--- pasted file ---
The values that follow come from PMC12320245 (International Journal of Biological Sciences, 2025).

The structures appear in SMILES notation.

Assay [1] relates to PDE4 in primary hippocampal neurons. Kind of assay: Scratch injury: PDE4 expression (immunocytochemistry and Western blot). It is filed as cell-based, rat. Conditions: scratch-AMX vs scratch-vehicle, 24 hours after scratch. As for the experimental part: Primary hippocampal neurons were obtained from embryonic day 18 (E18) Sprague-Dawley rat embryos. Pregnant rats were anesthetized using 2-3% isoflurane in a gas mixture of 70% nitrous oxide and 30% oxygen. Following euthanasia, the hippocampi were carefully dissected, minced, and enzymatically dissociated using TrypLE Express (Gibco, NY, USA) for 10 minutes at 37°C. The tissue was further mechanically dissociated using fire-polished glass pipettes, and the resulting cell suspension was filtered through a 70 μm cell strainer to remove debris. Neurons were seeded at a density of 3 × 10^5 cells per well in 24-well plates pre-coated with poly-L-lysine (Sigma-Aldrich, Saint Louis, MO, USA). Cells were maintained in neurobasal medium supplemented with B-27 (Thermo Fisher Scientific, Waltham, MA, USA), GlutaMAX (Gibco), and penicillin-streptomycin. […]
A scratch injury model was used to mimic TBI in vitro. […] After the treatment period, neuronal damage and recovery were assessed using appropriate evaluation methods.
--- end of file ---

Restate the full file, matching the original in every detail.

The values that follow come from PMC12320245 (International Journal of Biological Sciences, 2025).

The structures appear in SMILES notation.

Assay [1] relates to PDE4 in primary hippocampal neurons. Kind of assay: Scratch injury: PDE4 expression (immunocytochemistry and Western blot). It is filed as cell-based, rat. Conditions: scratch-AMX vs scratch-vehicle, 24 hours after scratch. As for the experimental part: Primary hippocampal neurons were obtained from embryonic day 18 (E18) Sprague-Dawley rat embryos. Pregnant rats were anesthetized using 2-3% isoflurane in a gas mixture of 70% nitrous oxide and 30% oxygen. Following euthanasia, the hippocampi were carefully dissected, minced, and enzymatically dissociated using TrypLE Express (Gibco, NY, USA) for 10 minutes at 37°C. The tissue was further mechanically dissociated using fire-polished glass pipettes, and the resulting cell suspension was filtered through a 70 μm cell strainer to remove debris. Neurons were seeded at a density of 3 × 10^5 cells per well in 24-well plates pre-coated with poly-L-lysine (Sigma-Aldrich, Saint Louis, MO, USA). Cells were maintained in neurobasal medium supplemented with B-27 (Thermo Fisher Scientific, Waltham, MA, USA), GlutaMAX (Gibco), and penicillin-streptomycin. […]
A scratch injury model was used to mimic TBI in vitro. […] After the treatment period, neuronal damage and recovery were assessed using appropriate evaluation methods.